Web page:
December 31, 2014 8:28 pm
Updated: December 31, 2014 8:31 pm

TTC worker robbed, suspect dead in police-involved shooting


WATCH ABOVE: The TTC and the Special Investigations Unit are investigating an incident in which police fatally shot a man shortly after he robbed a TTC station.

A TTC subway station was robbed and shortly after a 33 year old man was killed in a police-involved shooting.

Around midnight Wednesday, Toronto Police received a 911 call after a TTC collector pressed an emergency alarm to alert authorities about a robbery in progress at a collector booth at Warden Station.

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“I was appalled to hear another one of my staff had been held up in this manner,” said TTC CEO Andy Byford.

“No one comes to work to be faced with a gun being waved in front of them,” he continued.

Police located the man half a kilometre away in a public housing complex at 682 Warden Avenue.

According to the police watchdog the Special Investigations Unit (SIU), which investigates whenever there are shootings involving officers, “there was an interaction between the officers and the man. A firearm was discharged and the man was struck at least once.”

The 33 year old died on the scene.

The incident has ignited criticism from the transit workers’ union against the TTC.

“I hope [TTC CEO] Andy Byford’s New Year’s resolution is to make safety a number one priority,” said Manny Sforza, executive vice president of Amalgamated Transit Union 113

“When they don’t have the money to put vehicles on the road and passengers are being left on the curb, I’m not sure where public safety and employee safety is going to be on the list of priorities,” Sforza continued.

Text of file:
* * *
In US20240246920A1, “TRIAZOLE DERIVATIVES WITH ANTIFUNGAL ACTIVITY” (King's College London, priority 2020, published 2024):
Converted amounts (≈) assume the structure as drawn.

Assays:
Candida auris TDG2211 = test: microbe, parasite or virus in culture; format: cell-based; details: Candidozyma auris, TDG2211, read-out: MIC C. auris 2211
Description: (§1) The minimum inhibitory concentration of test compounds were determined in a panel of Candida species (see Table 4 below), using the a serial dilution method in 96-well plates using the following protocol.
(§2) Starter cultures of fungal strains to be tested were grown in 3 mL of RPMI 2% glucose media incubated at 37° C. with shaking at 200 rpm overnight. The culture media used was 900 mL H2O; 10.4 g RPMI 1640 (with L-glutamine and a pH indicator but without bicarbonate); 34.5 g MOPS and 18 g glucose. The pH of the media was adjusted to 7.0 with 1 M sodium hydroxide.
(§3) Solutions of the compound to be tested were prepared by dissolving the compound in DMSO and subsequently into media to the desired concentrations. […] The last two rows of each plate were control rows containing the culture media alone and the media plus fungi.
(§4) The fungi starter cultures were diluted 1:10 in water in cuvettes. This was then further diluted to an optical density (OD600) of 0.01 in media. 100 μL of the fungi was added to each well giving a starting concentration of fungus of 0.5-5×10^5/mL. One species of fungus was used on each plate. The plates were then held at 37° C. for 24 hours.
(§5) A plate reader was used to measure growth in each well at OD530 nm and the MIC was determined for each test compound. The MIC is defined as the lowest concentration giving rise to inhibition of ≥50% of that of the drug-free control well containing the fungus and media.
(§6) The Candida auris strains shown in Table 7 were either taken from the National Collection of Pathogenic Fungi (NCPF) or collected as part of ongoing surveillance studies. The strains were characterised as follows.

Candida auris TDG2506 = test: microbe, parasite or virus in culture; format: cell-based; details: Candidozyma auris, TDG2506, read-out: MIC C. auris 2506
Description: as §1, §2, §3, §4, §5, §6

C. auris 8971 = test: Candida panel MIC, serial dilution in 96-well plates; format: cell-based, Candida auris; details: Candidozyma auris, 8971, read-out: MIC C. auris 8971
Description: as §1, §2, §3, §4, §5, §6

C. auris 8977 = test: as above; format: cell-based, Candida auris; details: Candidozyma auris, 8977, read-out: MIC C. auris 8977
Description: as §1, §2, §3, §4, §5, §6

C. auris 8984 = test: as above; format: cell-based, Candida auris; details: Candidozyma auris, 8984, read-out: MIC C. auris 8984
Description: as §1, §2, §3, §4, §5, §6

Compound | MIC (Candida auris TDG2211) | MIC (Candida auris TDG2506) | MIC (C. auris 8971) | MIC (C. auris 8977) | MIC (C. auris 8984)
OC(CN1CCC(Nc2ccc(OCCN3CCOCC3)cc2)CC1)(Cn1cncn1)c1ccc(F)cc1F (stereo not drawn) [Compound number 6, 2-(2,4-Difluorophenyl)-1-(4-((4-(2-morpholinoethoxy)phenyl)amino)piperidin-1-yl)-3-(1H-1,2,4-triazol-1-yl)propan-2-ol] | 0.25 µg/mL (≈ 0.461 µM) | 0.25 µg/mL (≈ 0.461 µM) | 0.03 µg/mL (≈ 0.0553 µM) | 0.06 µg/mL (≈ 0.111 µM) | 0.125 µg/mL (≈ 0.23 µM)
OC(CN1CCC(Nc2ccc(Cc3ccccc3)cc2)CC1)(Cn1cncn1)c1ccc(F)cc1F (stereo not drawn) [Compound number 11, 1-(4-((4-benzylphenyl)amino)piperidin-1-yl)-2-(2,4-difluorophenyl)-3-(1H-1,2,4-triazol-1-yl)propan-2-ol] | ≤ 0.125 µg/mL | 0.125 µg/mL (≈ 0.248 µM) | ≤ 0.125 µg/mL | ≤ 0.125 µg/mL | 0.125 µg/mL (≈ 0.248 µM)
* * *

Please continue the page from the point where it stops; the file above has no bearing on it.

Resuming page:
The TTC insists safety is a top priority but explains that crime is sometimes unavoidable.

“At the end of the day, the TTC is not immune to what goes on in society,” said Byford.

“We have taken additional measures since the incident back in 2012,” he continued but would not elaborate citing safety concerns.

In February 2012, a TTC collector survived being shot in the neck during an attempted robbery at Dupont station. The following year, there were three armed robberies within a few months of each other at Chester station.

Byford noted the TTC’s forty enforcement officers will soon be given more powers.

“As Special Constables, they can enforce the bylaws and make arrests having to wait for the Toronto Police Service,” Byford said.

Transit authorities were stripped of their constable status in 2011 after allegations that they were mishandling their authority.

Byford added that with the full implementation of the Presto electronic ticketing system by the end of 2015, he believes crime will be reduced because the ticket booths will be holding far less money.

© 2014 Shaw Media

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